The EU will be able to impose new sanctions on Russia over the three-year imprisonment of opposition leader Alexei Navalny
The EU will be able to impose new sanctions on Russia over the three-year imprisonment of opposition leader Alexei Navalny beginning today.
The EU, in coordination with the US, has announced sanctions on four Russian officials connected with Navalny’s arrest and sentencing. Despite the show of trans-Atlantic solidarity, Washington’s sanctions expanded upon the EU’s to include Russian intelligence services personnel while also placing import restrictions on military-grade chemicals such as those used in the unsuccessful poisoning of Navalny.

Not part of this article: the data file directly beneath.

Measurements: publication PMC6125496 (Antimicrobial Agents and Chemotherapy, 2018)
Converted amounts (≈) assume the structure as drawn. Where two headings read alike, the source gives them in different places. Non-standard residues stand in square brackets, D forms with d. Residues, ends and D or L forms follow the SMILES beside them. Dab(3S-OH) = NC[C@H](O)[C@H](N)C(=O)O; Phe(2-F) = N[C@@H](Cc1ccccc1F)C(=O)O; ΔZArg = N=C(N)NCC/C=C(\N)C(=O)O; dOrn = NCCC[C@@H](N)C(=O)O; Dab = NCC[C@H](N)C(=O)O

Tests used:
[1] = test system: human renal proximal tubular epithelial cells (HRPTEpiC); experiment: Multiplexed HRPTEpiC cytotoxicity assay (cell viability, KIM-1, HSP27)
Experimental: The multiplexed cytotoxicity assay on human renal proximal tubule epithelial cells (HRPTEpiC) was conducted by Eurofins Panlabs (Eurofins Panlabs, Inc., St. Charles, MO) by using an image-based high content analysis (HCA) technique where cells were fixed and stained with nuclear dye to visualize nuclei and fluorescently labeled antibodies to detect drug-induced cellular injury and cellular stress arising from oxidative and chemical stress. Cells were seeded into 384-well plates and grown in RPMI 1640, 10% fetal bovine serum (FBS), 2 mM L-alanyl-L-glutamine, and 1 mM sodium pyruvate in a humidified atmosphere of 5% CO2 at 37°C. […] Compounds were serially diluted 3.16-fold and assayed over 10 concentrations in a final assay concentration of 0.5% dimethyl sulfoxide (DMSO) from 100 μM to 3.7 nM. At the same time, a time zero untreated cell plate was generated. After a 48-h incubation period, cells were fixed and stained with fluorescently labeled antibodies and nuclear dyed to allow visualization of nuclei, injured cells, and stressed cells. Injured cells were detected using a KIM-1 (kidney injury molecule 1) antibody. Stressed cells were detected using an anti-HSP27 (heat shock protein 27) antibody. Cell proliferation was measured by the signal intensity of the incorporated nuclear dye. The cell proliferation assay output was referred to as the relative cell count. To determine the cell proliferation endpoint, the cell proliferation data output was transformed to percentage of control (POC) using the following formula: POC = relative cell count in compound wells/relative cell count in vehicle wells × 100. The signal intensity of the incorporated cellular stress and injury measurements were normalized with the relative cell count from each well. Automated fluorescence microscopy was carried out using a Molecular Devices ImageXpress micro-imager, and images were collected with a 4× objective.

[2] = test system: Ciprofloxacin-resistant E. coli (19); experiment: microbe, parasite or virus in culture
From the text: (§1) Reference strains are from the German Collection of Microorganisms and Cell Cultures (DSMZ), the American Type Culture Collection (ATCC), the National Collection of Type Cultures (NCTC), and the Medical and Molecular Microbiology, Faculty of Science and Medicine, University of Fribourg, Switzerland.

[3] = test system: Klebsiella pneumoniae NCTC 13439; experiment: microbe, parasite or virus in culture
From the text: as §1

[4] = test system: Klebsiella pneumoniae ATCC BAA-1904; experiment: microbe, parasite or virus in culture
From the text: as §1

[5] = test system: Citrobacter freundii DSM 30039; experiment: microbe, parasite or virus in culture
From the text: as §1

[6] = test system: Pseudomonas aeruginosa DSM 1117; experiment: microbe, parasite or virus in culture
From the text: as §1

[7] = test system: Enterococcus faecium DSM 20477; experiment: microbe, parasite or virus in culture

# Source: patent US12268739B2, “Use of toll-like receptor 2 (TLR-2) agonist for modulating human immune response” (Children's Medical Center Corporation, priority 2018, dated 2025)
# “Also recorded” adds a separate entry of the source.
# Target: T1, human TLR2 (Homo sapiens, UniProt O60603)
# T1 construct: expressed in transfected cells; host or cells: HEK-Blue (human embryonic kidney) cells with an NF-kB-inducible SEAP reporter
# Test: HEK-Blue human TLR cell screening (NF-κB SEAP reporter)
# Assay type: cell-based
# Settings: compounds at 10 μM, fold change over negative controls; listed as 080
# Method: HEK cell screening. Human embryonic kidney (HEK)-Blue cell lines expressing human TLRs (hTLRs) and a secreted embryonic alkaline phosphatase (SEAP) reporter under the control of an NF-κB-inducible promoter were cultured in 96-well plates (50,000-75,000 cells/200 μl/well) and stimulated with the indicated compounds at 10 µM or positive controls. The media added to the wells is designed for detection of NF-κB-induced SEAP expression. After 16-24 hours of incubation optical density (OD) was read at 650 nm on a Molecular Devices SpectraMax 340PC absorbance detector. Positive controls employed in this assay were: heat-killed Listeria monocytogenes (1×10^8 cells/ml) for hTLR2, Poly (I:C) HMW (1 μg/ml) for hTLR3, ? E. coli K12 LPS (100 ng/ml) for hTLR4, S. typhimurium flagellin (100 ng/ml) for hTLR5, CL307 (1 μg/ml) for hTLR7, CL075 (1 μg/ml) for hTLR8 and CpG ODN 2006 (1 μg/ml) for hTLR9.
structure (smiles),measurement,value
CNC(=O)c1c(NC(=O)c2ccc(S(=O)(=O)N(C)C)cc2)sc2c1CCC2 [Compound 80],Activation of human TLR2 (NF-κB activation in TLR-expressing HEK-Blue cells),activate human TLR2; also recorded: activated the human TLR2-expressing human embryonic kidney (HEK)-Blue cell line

The discrepancy highlights disagreements among EU member states concerning the bloc’s Russia strategy. France, Germany, Spain and Italy all prefer engagement with Moscow, whereas the Baltic states and Poland remain reticent.
Combined US-EU sanctions efforts are unlikely to alter the Kremlin’s crushing of dissent. Although Washington and Brussels may agree on imposing piecemeal sanctions now, coordinating a shared Russia policy will be difficult going forward as Europe asserts its strategic autonomy, and is therefore more likely to treat Russia as an economic and diplomatic partner rather than a geopolitical challenger. Expect Washington to take a more conciliatory approach towards EU-Russia relations, rather than retaining the Trump administration’s overbearing rhetoric, hoping this receptiveness will keep Europe aligned with US interests.
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